Robust economic growth in the Asia Pacific region will boost recovery of the paint and coatings market worldwide, but challenges remain in North American and elsewhere, an industry analyst predicts.
The region’s paint and coatings market was valued at $40.1 billion in 2008, with a volume of 13.6 million tons (about 11 billion liters)—about 30-35% of the global paint industry.
The region’s paint market enjoyed a compounded annual growth rate of about 15% in the last five years, slumping in the second half of 2008 and into the first half of 2009, but slightly rebounding in late 2009.
That is the perspective of Sheila Senathirajah, program manager of Chemicals, Material and Food Practice for market research group Frost & Sullivan. Senathirajah offered analysis on the Asia-Pacific market in comments issued by the company.
The market appeared to record only marginal growth overall in 2009, the company reported. Positive growth in China and India buffered the slump seen in most countries. Industry players are confident about seeing better numbers in 2010 and 2011, Senathirajah says.
The two key hot-spot markets are currently Vietnam and Indonesia, which have not been hit as hard as other ASEAN countries, says Senathirajah.
“The growths of Vietnam and Indonesia are expected to remain positive over the coming two years,” she said. “These countries have begun to show high growth potential, with double-digit growth rates and equally low domestic consumption. There is much opportunity in terms of volume sales in these countries.”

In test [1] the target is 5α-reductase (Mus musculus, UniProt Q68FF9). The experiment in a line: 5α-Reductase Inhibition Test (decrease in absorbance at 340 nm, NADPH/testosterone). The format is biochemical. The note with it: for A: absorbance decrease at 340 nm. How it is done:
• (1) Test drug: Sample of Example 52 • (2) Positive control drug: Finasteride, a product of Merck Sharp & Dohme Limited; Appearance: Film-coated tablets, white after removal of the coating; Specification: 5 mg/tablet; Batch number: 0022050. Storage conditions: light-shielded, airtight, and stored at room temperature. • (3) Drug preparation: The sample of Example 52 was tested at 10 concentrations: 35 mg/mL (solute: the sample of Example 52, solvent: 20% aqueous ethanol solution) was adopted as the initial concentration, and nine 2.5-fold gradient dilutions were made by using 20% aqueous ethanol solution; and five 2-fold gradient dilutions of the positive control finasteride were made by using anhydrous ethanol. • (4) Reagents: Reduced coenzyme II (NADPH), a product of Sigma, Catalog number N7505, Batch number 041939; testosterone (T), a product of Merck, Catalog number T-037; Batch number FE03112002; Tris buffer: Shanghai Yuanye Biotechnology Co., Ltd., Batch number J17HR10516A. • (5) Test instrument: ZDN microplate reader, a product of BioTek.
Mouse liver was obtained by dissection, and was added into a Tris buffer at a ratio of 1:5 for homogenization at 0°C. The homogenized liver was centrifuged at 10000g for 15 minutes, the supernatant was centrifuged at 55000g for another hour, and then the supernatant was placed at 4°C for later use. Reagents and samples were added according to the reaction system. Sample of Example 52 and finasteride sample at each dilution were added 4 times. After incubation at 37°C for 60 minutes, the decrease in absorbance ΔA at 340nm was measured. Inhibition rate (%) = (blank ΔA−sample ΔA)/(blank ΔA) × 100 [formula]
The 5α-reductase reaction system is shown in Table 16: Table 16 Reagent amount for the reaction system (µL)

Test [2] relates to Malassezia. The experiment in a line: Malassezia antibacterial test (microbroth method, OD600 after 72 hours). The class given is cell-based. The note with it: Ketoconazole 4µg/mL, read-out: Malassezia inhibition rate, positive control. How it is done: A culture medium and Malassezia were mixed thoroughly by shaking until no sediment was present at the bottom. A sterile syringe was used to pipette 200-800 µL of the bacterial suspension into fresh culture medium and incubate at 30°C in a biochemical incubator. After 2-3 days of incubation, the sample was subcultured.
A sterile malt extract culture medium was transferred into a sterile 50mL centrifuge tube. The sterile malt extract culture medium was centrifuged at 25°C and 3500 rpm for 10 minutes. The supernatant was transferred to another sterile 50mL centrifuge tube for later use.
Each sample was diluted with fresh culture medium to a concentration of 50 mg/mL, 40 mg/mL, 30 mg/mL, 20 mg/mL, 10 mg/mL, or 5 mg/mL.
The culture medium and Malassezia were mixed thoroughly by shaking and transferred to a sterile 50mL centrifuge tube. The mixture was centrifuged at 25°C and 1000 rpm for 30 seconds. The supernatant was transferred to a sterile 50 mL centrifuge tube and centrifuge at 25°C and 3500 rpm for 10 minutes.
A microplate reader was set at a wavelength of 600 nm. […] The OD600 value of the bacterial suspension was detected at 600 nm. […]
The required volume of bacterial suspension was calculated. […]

Japan and Korea, on the other hand, have not fared well during the economic crisis, set back severely by their extensive global financial links. These are mature markets registering minimal growth; the same is true of Australia. That is unlikely to change before late 2010.
“Areas of opportunities in these countries lie in the form of high-value coatings exhibiting higher-performance attributes or to be used in niche applications,” says Senathirajah.
The Asia-Pacific market has been heavily impacted by the reduction in export demand from the West, which has particularly affected coatings serving the automotive, industrial-furniture and white-goods production industries. Stimulus packages have been crucial to boost domestic demand, along with mergers and acquisitions within the industry that have helped sustain company growth.
“New coating technology entering the market is also expected to play a positive role in driving the industry,” Senathirajah continues. “The terms ‘green chemistry,’ ‘nanotechnology’ and ‘smart coatings’ are the current buzz words, and formulators are finding ways to couple these three technologies together to produce coatings that are not just environmentally friendly but also able to enhance sustainability.”
She continues, “The industry will face some challenges with the rising prices of raw materials as well as fiercer competition from small, back-end players in Asia that operate at lower costs, placing much pressure on industry players in terms of margin squeeze. In the long run, competition from coating substitutes such as glass and steel is also expected to negatively impact the market.”
Industry players in Asia-Pacific will need to focus on branding, innovation and the regulatory environment in order to succeed, she advises.